In September 2000, MAS further lowered the minimum Tier 1 component from 10% to 8%. Total minimum CAR remained at 12%.
Even with the progressive adjustments to CAR requirements over the years, the Tier 1 and Total CAR requirements of 8% and 12% respectively are still higher than those applicable in other major financial centres. As part of MAS' ongoing efforts to keep our regulatory framework up-to-date with international best practices, it started a review of the CAR requirements in March last year which culminated in the package of revisions announced by Chairman of MAS yesterday.
The package of revisions consists of three components:
The lowering the Tier 1 CAR requirement from 8% to 7%, and the Total CAR requirement from 12% to 10%.
A number of changes to the rules for computing CAR.
A refined framework for setting Supervisory CAR add-ons.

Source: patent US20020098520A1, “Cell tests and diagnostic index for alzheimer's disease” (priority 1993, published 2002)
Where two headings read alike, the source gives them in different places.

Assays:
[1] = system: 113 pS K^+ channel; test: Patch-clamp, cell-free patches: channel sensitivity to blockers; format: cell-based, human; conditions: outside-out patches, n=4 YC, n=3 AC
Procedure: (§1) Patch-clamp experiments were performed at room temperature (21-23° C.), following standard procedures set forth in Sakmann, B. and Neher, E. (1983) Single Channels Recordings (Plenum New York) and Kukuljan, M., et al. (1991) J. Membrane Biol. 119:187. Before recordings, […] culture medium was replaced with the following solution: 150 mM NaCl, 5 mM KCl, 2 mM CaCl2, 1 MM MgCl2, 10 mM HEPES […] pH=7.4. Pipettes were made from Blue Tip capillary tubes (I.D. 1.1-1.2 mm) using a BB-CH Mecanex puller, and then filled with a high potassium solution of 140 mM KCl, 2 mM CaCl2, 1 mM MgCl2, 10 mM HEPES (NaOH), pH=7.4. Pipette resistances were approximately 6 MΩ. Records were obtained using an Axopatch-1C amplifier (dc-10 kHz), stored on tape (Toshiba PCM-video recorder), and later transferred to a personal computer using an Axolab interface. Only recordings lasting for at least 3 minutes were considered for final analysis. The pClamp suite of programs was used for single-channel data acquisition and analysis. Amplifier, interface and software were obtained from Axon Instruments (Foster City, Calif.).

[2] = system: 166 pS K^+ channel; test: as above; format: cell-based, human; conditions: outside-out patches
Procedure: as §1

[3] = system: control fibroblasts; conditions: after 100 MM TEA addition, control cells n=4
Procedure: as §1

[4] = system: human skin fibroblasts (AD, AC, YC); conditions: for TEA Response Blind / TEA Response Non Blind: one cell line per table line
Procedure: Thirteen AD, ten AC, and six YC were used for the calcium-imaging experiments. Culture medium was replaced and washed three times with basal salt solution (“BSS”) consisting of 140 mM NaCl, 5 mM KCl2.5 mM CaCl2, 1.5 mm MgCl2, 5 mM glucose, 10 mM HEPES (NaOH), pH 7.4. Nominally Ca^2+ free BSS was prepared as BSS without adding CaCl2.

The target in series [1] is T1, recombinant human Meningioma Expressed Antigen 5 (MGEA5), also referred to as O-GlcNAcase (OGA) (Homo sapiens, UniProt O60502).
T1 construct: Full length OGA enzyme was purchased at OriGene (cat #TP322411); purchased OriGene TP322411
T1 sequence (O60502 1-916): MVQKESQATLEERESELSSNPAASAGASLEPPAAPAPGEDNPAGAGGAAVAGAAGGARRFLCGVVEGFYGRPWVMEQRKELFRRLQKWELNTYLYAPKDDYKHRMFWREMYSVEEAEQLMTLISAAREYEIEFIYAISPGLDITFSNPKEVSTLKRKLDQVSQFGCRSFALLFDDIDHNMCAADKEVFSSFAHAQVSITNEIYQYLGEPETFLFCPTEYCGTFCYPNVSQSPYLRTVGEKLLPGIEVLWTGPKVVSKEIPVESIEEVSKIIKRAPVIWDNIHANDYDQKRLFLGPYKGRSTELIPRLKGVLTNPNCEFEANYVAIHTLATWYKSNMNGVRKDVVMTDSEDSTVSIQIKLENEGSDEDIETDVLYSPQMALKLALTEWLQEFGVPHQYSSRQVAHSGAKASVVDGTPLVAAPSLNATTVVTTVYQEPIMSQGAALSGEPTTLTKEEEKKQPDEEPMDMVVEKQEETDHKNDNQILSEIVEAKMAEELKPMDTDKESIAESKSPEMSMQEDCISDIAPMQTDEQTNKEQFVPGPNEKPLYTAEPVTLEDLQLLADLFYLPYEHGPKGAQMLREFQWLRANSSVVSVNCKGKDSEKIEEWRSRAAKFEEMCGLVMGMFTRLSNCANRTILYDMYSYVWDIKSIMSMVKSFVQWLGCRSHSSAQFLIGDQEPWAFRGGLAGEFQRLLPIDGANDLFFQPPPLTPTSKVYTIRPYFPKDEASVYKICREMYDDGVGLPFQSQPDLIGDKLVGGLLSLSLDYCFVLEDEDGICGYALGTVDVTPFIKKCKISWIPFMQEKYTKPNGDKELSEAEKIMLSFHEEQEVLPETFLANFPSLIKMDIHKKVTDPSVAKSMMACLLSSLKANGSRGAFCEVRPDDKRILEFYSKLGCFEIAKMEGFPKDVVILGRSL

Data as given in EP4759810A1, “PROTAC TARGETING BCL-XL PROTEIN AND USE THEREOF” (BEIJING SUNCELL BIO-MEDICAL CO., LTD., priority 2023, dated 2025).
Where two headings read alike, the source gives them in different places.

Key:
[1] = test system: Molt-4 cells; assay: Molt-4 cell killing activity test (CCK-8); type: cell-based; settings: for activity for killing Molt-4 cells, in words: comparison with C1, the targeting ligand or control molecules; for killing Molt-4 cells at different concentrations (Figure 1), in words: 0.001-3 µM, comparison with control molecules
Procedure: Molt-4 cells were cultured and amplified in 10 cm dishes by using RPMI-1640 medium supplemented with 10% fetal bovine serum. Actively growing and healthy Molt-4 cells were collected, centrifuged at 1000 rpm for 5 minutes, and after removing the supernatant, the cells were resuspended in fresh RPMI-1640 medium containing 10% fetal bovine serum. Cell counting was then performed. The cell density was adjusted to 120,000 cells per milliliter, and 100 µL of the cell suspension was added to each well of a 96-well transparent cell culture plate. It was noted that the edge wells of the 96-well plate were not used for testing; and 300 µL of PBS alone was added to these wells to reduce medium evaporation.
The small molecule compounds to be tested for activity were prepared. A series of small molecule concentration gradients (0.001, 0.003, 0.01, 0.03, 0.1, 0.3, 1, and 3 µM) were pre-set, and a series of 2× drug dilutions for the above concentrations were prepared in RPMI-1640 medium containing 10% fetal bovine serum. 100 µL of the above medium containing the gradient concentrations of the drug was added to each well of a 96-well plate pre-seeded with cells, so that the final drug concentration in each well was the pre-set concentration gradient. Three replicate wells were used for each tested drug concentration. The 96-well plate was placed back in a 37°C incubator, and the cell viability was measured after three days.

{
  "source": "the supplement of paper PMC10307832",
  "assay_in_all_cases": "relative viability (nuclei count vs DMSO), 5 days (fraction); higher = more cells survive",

Singapore-incorporated banks with lower risk profiles and that are better managed can be expected to enjoy lower regulatory CAR requirements than before. MAS believes that package of revisions achieves an appropriate balance between two objectives: on one hand, there is greater flexibility for banks to effectively meet the competition, and on the other hand, the maintenance of high prudential standards generally observed by leading banking supervisors.1 There have been five amendments to the original Accord since it was published in 1988. Four of the amendments carry specific changes to the language of the original Accord. The fifth amendment, which introduces capital requirements for market risk, does not include language to amend the 1988 text. This amendment issued in January 1996 and effective August 1996 is published as "1996 Amendment to the Capital Accord to Incorporate Market Risks".2 The Capital Accord also makes reference to a concept of Total capital, which consists of Tier 1 and Tier 2 capital, less certain deductions, which can be required from Tier 1 capital or the sum of Tier 1 and Tier 2 capital.